7. Ear Hematomas
Even though we love our pets very much, it unfortunately does happen that we miss signs of injury or sickness. If any of the above causes are left too long without proper treatment, an ear hematoma may occur.
When a dog violently shakes its head, small blood vessels under the skin of the ear can burst and cause a pool of blood to accumulate. This is known as an ear hematoma, also called an aural hematoma or a blood blister.
Vets can treat this blood blister inside the earflap by draining the fluid with a needle, or performing a minor surgery under anesthesia. Although hematomas are treatable, they are quite serious and painful for your pet. This is why it is important to find and treat the cause of head shaking behavior as soon as possible before a blood blister develops.
8. Ear Tumors
While there is no need to expect the worst the moment your dog starts shaking its head, it is good to be aware of one more serious condition. As a beloved pet grows older, they are more susceptible to cancer-related problems, which can also affect their ears.
Head shaking is one of the symptoms shown by dogs who have a tumor growing in their ear canal. These tumors can be benign or malignant, and can affect the external, middle, or inner part of the ear canal.
If your pet has a medical history of recurring ear infections, it can place doggo at a higher risk for developing a tumor in its ears. When a tumor grows too large, it can obstruct the ear canal and cause other problems, like loss of balance and hearing.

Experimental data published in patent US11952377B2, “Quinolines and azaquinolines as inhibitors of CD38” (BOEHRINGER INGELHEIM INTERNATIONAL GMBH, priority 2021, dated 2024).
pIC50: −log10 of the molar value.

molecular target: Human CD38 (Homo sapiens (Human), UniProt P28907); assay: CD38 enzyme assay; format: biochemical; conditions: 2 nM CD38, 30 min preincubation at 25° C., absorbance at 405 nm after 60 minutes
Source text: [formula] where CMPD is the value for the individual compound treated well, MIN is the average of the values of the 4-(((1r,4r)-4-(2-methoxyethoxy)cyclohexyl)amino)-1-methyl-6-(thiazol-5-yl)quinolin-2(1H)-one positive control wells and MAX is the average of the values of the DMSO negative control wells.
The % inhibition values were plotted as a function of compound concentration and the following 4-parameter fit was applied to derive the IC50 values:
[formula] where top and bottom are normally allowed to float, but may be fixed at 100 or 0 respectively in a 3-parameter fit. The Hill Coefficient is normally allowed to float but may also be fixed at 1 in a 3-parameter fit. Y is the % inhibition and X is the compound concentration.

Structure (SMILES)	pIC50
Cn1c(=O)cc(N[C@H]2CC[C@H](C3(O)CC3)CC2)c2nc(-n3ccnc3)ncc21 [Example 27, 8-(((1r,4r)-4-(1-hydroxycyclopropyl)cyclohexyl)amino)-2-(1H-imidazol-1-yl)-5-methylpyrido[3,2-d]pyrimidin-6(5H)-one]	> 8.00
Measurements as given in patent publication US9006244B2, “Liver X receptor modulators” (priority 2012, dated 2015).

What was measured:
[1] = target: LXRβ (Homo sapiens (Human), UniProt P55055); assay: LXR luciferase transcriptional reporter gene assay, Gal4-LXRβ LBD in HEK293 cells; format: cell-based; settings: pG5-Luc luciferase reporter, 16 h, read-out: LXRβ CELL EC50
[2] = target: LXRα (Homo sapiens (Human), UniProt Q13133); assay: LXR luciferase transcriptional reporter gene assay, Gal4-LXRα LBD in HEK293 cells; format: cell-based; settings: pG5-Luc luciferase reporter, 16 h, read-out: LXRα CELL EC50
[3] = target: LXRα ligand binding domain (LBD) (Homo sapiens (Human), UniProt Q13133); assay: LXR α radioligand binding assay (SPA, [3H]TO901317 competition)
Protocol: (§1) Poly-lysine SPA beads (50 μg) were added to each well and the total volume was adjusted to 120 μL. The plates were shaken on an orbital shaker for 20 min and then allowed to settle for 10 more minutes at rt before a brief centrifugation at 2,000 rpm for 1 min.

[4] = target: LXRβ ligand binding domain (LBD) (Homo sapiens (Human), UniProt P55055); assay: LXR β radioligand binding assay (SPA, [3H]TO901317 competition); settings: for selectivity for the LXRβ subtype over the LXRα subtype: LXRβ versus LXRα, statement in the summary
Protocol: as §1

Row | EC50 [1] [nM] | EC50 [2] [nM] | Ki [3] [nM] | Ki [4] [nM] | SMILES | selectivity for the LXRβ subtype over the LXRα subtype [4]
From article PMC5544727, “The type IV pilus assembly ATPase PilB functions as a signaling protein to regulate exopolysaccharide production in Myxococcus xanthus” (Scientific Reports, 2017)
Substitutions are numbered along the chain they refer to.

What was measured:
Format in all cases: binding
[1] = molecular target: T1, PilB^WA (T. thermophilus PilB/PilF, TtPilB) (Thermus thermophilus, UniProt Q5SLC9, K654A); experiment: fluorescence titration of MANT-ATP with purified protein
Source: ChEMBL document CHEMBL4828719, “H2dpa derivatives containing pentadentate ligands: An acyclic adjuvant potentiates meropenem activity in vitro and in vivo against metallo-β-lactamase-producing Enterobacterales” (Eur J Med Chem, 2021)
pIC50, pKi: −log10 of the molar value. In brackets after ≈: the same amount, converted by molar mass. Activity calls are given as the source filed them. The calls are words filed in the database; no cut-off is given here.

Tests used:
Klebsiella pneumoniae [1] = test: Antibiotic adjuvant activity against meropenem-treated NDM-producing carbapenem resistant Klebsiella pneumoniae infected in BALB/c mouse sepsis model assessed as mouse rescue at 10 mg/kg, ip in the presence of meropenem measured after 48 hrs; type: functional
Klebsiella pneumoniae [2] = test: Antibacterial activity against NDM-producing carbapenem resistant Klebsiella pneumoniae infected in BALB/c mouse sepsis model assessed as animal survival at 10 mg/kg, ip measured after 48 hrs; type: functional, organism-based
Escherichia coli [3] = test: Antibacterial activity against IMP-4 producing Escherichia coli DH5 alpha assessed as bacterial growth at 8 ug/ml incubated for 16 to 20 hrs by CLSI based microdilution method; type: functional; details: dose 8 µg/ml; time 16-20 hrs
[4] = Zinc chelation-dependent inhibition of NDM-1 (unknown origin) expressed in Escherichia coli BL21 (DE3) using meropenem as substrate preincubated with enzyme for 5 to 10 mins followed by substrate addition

Therefore, it is important to check your senior pet’s ears regularly and go to the vet sooner rather than later if something seems suspicious.
What to Remember About Head-Shaking Behavior in Dogs
Dogs often shake their heads as part of normal canine behavior, in which case you have nothing to worry about. It is only when the behavior happens frequently that you need to take a closer look. Most head-shaking issues are caused by an underlying problem in a dog’s ears.
In these cases, a trip to the vet and immediate treatment is the best way to help your pet. Since your beloved pups can’t talk, it is important to pay attention to their behavior and do your part in caring for them.
I covered all of the costs associated with writing this post on why do dogs shake their heads. However, it does contain affiliate links. That means if you click through on some of the links in this article and end up making a purchase I may receive a small commission. It won’t affect the price that you pay. Just wanted to let you know.